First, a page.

Your browser doesn't support javascript.
Show: 20 | 50 | 100
Results 1 - 20 de 35
Filter
Add filters

Document Type
Year range
1.
Medicine (Baltimore) ; 100(52): e28470, 2021 Dec 30.
Article in English | MEDLINE | ID: covidwho-1592821

ABSTRACT

INTRODUCTION: The outbreak of novel coronavirus (severe acute respiratory syndrome coronavirus 2), which causes the coronavirus disease 2019 (COVID-19), is the most important current health problem. The number of patients is increasing worldwide. Pneumonia is the most life-threatening complication of the disease. Prolonged viral shedding in hematological patients with COVID-19 has been demonstrated; however, data on COVID-19 patients receiving anti-CD20 monoclonal antibody therapy are limited. Accordingly, focusing on humoral immunity, herein, we present 4 COVID-19 patients who were on anti-CD20 monoclonal antibody treatment and had prolonged pneumonia. PATIENT CONCERNS: Two of 4 patients were on rituximab and the other 2 were on obinutuzumab therapy. DIAGNOSIS: The polymerase chain reaction test results for severe acute respiratory syndrome coronavirus 2 were positive for all 4 patients and their COVID pneumonia lasted for >50 days. INTERVENTIONS: Although all patients were treated with an adequate amount of convalescent plasma, prolonged polymerase chain reaction positivity and prolonged pneumonia were possibly due to the lack of ability of the immune system to initiate its antibody response. OUTCOMES: Despite the administration of standard therapies, recurrent pneumonia observed in the present case series of non-neutropenic patients, in whom primary malignancies were under control. CONCLUSIONS: It is suggested that further investigations should be performed to understand the underlying pathophysiology.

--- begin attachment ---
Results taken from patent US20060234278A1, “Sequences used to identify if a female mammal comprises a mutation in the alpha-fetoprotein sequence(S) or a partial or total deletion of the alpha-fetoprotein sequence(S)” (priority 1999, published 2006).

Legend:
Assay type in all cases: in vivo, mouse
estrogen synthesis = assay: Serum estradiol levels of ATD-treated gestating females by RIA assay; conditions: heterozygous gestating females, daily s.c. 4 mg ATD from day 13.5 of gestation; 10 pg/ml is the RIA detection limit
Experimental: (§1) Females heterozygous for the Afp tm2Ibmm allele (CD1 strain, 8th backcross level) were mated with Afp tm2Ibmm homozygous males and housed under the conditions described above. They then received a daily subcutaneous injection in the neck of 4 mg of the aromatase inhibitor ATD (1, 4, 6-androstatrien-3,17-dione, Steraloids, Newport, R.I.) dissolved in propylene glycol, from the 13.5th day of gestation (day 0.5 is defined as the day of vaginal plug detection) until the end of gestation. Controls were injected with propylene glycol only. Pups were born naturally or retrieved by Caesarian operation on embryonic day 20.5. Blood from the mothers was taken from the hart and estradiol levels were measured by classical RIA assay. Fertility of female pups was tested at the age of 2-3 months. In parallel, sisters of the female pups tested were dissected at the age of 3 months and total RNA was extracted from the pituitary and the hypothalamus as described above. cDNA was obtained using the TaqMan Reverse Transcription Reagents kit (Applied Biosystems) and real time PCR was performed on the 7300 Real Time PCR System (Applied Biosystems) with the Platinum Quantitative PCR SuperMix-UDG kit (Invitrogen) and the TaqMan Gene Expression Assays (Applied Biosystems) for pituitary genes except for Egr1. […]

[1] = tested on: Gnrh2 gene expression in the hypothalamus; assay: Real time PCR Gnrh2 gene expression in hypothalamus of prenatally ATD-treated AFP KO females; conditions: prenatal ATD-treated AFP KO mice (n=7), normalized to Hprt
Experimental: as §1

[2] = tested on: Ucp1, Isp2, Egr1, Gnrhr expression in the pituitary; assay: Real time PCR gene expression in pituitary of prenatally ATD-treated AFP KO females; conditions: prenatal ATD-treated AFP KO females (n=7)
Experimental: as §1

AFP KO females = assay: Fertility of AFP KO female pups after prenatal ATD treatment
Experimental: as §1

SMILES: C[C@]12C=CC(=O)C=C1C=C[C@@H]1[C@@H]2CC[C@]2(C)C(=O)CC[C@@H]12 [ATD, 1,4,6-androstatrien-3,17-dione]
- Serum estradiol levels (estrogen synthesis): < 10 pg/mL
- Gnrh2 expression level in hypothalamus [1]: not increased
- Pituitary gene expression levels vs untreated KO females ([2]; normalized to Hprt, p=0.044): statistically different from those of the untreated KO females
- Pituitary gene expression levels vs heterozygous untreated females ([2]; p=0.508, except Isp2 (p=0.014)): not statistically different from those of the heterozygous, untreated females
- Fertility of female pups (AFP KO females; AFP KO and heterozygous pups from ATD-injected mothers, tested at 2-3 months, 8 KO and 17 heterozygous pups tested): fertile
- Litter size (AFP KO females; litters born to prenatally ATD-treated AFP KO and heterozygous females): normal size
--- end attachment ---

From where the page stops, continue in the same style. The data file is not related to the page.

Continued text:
Subject(s)
Antibodies, Monoclonal, Humanized/therapeutic use , Antibodies, Monoclonal/therapeutic use , Antineoplastic Agents, Immunological/therapeutic use , COVID-19/drug therapy , Pneumonia/epidemiology , Rituximab/therapeutic use , Adult , Aged , COVID-19/diagnosis , COVID-19/therapy , COVID-19 Nucleic Acid Testing , Female , Humans , Immunization, Passive , Middle Aged , Polymerase Chain Reaction , Recurrence , SARS-CoV-2 , Treatment Outcome
3.
Oncology (Williston Park) ; 35(1): 26-28, 2021 Jan 11.
Article in English | MEDLINE | ID: covidwho-1485807

ABSTRACT